Still further, other data, in addition to grams of carbohydrates and preferred insulin delivery schedules, can be associated with the NFC tags 46. For example, in some embodiments the fat content, type of fat content, fiber content, protein content, and the like, of the food represented by the NFC tags 46 can be associated with the NFC tags. In some embodiments, such data can be incorporated into a recommended insulin dispensation for the user as calculated by the control circuitry of the portable pump 60. For example, in some instances meals with increased fat can lead to delayed absorption of the carbohydrates, and thus a bolus determined based on other food contents beyond just carbohydrates, (e.g., fat and protein) may be beneficial.

While a user of the infusion pump system 10 may consume certain foods like a peanut butter and jelly sandwich fairly regularly, in some circumstances the user may consume a food item for which the user does not have a dedicated NFC tag 46. In those circumstances, NFC tags 46b, 46c, 46d, and 46e can be used if the user so desires. To use the NFC tags 46b, 46c, 46d, and 46e, the user will estimate the carbohydrate content of the foods that the user has or will soon consume. If, for example, the user will consume food having a carbohydrate content of about 10 grams, the user can activate NFC between the portable pump 60 and the NFC tag 46b (where the NFC tag 46b corresponds to 10 grams of carbohydrates). In response, the portable pump 60 may determine a recommended bolus of insulin and either initiate the dispensation of the bolus or prompt the user to confirm via the user interface 62 the initiation of the recommended bolus of insulin. The NFC tags 46c, 46d, and 46e can be similarly used in situations where about 20, 50, or 100 grams of carbohydrates, respectively, have been or will soon be consumed. Of course, the carbohydrate quantities of 10, 20, 50, and 100 grams associated with NFC tags 46b, 46c, 46d, and 46e are merely illustrative, as NFC tags 46 having any other quantities of carbohydrates (and other data content) can be created and used in accordance with the systems and methods provided herein.

In another example that is relevant to the use of NFC tags 46b, 46c, 46d, and 46e, it may be determined that the user has or will consume food having a carbohydrate content of about 30 grams. In a first example for handling such a scenario, in some embodiments the portable pump 60 can be configured to add together successive NFC tag data entries to input the total carbohydrate quantity desired by the user. For example, to input 30 grams of carbohydrates, the user may first activate NFC between the portable pump 60 and the NFC tag 46b to input 10 grams of carbohydrates. Before confirming a bolus dispensation corresponding to the 10 grams, the user can then activate NFC between the portable pump 60 and the NFC tag 46c to input an additional 20 grams of carbohydrates, for 30 total grams of carbohydrates. In other words, the portable pump 60 can add the first NFC input of 10 grams of carbohydrates and the second NFC input of 20 grams of carbohydrates together to arrive at a total of 30 grams of carbohydrates. The portable pump 60 can then present to the user via the display 65 a prompt that asks the user to confirm the input of 30 grams of carbohydrates to be consumed, and to confirm the acceptance of the associated recommended bolus dispensation of insulin. For example, in the example portable pump 60 provided, the user can confirm the acceptance of such information by activating the button 64c. In other examples, other techniques for confirming acceptance can be used, as described further herein.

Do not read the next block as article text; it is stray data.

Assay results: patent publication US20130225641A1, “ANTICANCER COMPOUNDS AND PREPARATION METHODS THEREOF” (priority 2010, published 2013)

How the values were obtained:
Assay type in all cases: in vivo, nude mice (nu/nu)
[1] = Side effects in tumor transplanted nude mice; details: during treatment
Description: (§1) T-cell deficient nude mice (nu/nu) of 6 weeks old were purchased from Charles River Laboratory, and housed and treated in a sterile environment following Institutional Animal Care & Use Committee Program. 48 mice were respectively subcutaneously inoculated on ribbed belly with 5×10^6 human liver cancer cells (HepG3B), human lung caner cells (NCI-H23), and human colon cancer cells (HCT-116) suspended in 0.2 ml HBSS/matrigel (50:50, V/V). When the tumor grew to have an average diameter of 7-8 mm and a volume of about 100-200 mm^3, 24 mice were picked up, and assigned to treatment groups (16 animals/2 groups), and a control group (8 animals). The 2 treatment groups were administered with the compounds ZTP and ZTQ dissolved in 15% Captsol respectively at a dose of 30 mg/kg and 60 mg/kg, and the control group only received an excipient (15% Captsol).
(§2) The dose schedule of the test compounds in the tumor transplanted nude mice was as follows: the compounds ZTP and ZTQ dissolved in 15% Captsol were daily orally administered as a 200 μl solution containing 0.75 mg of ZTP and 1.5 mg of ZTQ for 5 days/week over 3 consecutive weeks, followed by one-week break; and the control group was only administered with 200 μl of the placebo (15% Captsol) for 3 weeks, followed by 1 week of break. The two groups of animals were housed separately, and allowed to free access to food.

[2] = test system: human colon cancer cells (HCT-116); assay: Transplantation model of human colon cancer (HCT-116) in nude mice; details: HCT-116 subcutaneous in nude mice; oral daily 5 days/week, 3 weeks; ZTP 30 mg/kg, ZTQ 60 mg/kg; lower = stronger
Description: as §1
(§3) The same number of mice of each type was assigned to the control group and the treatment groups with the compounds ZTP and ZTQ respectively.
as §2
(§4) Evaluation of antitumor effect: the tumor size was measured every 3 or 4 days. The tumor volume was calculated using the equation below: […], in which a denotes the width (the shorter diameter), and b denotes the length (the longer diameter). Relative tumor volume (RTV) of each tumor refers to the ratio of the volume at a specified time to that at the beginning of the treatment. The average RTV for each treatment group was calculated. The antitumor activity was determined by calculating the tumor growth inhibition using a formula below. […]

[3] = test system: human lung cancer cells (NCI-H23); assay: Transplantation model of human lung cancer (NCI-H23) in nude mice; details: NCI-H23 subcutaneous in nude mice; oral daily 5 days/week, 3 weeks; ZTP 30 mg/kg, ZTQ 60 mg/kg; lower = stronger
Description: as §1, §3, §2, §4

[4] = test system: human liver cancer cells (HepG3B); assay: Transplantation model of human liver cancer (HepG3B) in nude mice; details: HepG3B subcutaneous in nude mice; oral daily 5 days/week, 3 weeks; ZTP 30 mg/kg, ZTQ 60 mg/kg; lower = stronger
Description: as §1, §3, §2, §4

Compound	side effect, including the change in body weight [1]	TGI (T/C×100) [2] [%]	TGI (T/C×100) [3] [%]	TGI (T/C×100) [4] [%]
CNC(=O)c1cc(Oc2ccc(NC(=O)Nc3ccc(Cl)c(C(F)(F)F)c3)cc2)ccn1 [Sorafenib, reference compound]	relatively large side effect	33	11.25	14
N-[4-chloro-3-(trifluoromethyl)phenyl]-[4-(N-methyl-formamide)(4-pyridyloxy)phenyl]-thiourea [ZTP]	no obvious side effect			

While the first example immediately above used NFC tags 46b and 46c to enter a total of 30 grams of carbohydrates into portable pump 60, in a second example technique for entering 30 grams of carbohydrates, the single NFC tag 46b (10 grams of carbohydrates) can be used to activate NCF circuit 40 three times to cause three successive data entries of 10 grams of carbohydrates each. The three successive data entries of 10 grams of carbohydrates each can be added together by portable pump 60 in the manner described above, resulting in a total entry of 30 grams of carbohydrates. The user can then confirm the entry of 30 grams and accept the recommended bolus using the user interface 62. By way of these examples, it should be appreciated that by combining successive data entries using various NFC tags 46, such as NFC tags 46b, 46c, 46d, and 46e, any desired amount of grams of carbohydrates can be entered into portable pump 60 using NFC technology. While in these examples the portable pump 60 was configured to add together successive NFC data entries, in some embodiments the portable pump 60 can alternatively be configured to not add such successive entries together. In some embodiments, the user (or another individual such as a parent or clinician) can selectively configure the portable pump 60 to either add successive entries together or to not add successive entries together.